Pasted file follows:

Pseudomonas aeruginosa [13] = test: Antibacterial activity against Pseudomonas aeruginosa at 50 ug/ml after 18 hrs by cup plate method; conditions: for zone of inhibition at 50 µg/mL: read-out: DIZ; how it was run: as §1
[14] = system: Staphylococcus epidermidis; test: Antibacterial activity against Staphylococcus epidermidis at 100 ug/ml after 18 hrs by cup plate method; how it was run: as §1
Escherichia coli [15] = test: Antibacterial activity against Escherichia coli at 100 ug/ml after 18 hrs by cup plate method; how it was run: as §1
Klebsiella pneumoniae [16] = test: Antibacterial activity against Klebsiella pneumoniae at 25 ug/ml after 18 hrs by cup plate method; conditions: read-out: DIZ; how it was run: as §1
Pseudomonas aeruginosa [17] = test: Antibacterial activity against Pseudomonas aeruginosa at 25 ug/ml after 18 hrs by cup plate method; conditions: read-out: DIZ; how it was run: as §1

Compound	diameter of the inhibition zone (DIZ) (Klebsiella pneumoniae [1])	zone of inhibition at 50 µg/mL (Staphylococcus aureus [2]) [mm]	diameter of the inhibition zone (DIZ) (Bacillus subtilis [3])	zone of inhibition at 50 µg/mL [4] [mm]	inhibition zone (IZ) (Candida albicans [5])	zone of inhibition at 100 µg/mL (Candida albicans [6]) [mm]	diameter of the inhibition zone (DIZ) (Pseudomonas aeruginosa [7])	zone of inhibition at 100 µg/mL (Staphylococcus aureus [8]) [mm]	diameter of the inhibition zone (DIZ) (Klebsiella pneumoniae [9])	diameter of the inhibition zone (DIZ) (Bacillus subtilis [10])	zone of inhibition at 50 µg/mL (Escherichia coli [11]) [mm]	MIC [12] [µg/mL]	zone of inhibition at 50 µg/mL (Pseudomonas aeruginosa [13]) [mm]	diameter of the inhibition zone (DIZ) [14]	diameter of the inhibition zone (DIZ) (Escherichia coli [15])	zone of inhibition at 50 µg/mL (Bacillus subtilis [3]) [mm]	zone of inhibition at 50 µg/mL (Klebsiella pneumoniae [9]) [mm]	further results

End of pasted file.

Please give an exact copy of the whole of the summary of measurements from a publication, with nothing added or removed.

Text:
Pseudomonas aeruginosa [13] = test: Antibacterial activity against Pseudomonas aeruginosa at 50 ug/ml after 18 hrs by cup plate method; conditions: for zone of inhibition at 50 µg/mL: read-out: DIZ; how it was run: as §1
[14] = system: Staphylococcus epidermidis; test: Antibacterial activity against Staphylococcus epidermidis at 100 ug/ml after 18 hrs by cup plate method; how it was run: as §1
Escherichia coli [15] = test: Antibacterial activity against Escherichia coli at 100 ug/ml after 18 hrs by cup plate method; how it was run: as §1
Klebsiella pneumoniae [16] = test: Antibacterial activity against Klebsiella pneumoniae at 25 ug/ml after 18 hrs by cup plate method; conditions: read-out: DIZ; how it was run: as §1
Pseudomonas aeruginosa [17] = test: Antibacterial activity against Pseudomonas aeruginosa at 25 ug/ml after 18 hrs by cup plate method; conditions: read-out: DIZ; how it was run: as §1

Compound	diameter of the inhibition zone (DIZ) (Klebsiella pneumoniae [1])	zone of inhibition at 50 µg/mL (Staphylococcus aureus [2]) [mm]	diameter of the inhibition zone (DIZ) (Bacillus subtilis [3])	zone of inhibition at 50 µg/mL [4] [mm]	inhibition zone (IZ) (Candida albicans [5])	zone of inhibition at 100 µg/mL (Candida albicans [6]) [mm]	diameter of the inhibition zone (DIZ) (Pseudomonas aeruginosa [7])	zone of inhibition at 100 µg/mL (Staphylococcus aureus [8]) [mm]	diameter of the inhibition zone (DIZ) (Klebsiella pneumoniae [9])	diameter of the inhibition zone (DIZ) (Bacillus subtilis [10])	zone of inhibition at 50 µg/mL (Escherichia coli [11]) [mm]	MIC [12] [µg/mL]	zone of inhibition at 50 µg/mL (Pseudomonas aeruginosa [13]) [mm]	diameter of the inhibition zone (DIZ) [14]	diameter of the inhibition zone (DIZ) (Escherichia coli [15])	zone of inhibition at 50 µg/mL (Bacillus subtilis [3]) [mm]	zone of inhibition at 50 µg/mL (Klebsiella pneumoniae [9]) [mm]	further results